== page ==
Tree-hugger, bleeding heart, me what you like, I just prefer to do the right thing.

I feel the need to start this post by stating the blatantly obvious. Times are tough. More people are unwillingly out of work than there have been in a long time. Houses aren't selling. Major corporations in numerous industries are laying off workers by the thousands. Some people find it easy to lose hope.

I would prefer not to.

I stated in an earlier post that recruiters need to think about the candidate experience, but I am driven to take that a step further today. How about keeping in mind the human experience? I'm not trying to sounds like a starry eyed college kid in a philosophy class talking about karma, but why do some people have a hard time doing the right thing without getting paid for it? I think our culture is partially to blame considering the 'take what you want' nature of how our country was born, but that is not entirely it. When the chips are down, some people will let their standards slip a notch or two in order to make a buck and others will go above and beyond doing more for others than ever before.

I think the latter is an attitude that recruiters need to adopt.

Just today I was faced with the task of calling three candidates who did not get the job to turn them down, not to mention telling every single candidate who cold calls in looking for a job that we have no other openings. This is what I like least about my job - delivering the bad news, letting people down, taking the wind out of their sails. The process was unpleasant today as it always is, until I called Jeff.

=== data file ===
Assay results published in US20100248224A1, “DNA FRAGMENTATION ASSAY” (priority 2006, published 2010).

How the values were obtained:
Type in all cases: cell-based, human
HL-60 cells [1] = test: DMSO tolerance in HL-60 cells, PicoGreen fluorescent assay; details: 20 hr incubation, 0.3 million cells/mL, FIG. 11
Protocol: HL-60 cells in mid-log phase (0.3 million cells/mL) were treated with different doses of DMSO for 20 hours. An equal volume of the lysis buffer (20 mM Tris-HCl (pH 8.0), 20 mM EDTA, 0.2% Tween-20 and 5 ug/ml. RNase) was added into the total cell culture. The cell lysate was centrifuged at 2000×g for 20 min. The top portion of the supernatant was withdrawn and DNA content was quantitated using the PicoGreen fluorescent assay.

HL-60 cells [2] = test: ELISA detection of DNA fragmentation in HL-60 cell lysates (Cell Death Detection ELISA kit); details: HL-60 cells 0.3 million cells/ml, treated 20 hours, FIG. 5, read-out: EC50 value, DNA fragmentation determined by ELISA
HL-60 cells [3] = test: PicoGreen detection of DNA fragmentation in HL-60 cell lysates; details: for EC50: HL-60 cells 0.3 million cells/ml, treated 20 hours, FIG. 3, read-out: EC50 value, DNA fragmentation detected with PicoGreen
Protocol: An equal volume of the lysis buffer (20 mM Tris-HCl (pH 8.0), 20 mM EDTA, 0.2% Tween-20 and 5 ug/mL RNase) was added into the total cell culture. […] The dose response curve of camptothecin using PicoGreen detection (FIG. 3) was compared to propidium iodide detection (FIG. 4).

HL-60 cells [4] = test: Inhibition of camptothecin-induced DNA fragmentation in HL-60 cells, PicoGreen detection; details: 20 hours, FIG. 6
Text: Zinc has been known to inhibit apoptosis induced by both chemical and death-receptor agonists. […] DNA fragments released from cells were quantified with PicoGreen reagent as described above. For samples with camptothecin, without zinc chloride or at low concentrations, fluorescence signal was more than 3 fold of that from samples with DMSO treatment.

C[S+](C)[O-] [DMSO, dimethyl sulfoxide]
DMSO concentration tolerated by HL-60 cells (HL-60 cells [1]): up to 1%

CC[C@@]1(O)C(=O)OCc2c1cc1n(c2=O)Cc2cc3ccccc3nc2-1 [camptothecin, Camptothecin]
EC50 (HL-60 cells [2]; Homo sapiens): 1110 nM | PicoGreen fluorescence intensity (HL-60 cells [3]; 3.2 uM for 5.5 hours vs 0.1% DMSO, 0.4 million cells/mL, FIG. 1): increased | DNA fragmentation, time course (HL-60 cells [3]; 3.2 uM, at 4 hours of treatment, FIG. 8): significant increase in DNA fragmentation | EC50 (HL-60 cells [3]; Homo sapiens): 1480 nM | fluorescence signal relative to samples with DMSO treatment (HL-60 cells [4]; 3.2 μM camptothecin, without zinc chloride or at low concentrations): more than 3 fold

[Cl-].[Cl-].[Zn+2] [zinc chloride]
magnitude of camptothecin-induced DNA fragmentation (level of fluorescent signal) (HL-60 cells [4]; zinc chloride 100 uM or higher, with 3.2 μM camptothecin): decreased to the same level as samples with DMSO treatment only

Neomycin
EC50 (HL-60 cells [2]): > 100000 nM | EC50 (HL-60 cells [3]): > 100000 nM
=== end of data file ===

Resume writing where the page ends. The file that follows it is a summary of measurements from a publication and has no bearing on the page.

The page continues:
Jeff thanked me profusely for the work I did, the opportunity I gave him, and the honest feedback he was provided with. He then did something I would have never expected. He offered to keep in touch in case my company needs to hire somebody with a similar skill set in the event that he can refer some good people. Was this really coming from the guy who is out of work and didn't get the job?! Yes. Yes it was. I immediately reciprocated offering to keep my ear to the ground with my peers in the industry offering to throw his hat into the ring with a solid recommendation should I hear of a suitable opening. I instantly felt better about the call, the interaction, Jeff's future, and my profession.

I am in the position to truly help a person even if it is not by getting them a job at my company. Especially for somebody in the corporate seat why not pass a lead when we can't use the person at our company? I don't need a finder's fee, a referral bonus, or a kickback of any other sort. Just the promise that the person on the receiving end will do the same for the next outstanding candidate they can't place even if they won't get a split for it.

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Comment by Gino Conti on January 29, 2009 at 8:15am
Hi Debbie - I agree, if I stopped to help absolutely everybody who came my way the time spent being a do-gooder would definitely surpass the time I spend doing my job. That said, I still do my best to put in the extra effort to lend a helping hand whenever possible. Thanks for the response!
Comment by Meghan Mulhearn on January 28, 2010 at 2:42pm
Great post! I feel the same way. I had a guy do the same as Jeff today, even though I had nothing in his area for him. I know it's because a year ago I related to him in an honest and compassionate way about his job search. Yesterday I counseled someone on Google chat that I had to turn down for a position. I was astonished at his lack of knowledge about resume optimization, and sent him some links. When this guy is a hiring manager (and he will be because he has a great background, just a little inexperienced), you think he might give me a call if he needs someone? Yes, he will. Because we are all real people facing a tough time together, and so are our candidates, whether I place them or not.


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